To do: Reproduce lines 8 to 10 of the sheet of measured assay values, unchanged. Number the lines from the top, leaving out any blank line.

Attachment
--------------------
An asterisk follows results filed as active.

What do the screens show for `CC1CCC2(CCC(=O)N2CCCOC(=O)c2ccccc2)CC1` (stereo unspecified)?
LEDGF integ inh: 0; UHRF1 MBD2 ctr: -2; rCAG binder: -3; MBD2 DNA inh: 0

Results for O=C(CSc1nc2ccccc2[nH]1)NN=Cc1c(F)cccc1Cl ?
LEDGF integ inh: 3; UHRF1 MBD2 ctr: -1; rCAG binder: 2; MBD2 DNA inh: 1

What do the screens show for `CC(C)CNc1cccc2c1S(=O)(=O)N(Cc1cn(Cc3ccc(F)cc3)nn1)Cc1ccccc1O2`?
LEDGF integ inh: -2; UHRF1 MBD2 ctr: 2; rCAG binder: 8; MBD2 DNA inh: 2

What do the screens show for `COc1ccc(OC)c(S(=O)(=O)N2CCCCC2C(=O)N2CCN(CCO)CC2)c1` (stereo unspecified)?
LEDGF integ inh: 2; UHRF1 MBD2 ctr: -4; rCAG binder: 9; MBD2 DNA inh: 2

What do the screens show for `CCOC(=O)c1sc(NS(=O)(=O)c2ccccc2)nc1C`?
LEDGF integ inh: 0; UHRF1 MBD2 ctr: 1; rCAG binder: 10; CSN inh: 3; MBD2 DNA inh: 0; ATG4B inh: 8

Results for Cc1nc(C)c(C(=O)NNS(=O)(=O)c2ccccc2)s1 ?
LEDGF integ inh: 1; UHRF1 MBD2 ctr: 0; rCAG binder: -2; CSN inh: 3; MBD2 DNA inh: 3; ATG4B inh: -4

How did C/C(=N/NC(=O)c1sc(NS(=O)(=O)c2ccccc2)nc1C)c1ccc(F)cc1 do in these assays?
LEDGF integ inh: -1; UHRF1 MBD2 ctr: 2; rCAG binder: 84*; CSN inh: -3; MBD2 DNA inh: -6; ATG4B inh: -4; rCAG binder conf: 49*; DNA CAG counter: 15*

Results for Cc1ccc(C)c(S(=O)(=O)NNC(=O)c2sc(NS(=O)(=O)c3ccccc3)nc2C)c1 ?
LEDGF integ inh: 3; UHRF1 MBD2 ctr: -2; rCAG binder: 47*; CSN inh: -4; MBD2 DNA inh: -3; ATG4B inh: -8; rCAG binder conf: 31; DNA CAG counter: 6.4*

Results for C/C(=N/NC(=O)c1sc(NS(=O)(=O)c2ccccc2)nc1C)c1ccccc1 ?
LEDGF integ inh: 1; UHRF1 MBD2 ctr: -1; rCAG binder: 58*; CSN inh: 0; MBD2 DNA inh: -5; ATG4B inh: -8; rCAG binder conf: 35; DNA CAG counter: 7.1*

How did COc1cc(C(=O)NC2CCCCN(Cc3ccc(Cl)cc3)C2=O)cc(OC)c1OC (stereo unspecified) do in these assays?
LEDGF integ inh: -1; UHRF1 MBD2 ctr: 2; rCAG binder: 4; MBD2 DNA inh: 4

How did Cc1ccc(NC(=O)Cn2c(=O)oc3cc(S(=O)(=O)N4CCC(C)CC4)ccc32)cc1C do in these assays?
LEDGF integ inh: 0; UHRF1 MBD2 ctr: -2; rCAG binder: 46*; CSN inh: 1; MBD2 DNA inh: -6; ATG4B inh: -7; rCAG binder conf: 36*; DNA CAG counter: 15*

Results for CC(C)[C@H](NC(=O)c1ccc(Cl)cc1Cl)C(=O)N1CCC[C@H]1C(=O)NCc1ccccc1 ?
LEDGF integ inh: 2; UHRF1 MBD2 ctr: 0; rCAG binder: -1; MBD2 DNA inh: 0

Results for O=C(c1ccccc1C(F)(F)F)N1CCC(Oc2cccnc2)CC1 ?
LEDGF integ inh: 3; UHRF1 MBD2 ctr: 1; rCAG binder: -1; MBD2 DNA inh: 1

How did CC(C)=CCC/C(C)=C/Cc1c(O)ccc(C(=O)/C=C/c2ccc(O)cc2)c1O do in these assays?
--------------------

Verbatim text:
What do the screens show for `COc1ccc(OC)c(S(=O)(=O)N2CCCCC2C(=O)N2CCN(CCO)CC2)c1` (stereo unspecified)?
LEDGF integ inh: 2; UHRF1 MBD2 ctr: -4; rCAG binder: 9; MBD2 DNA inh: 2

What do the screens show for `CCOC(=O)c1sc(NS(=O)(=O)c2ccccc2)nc1C`?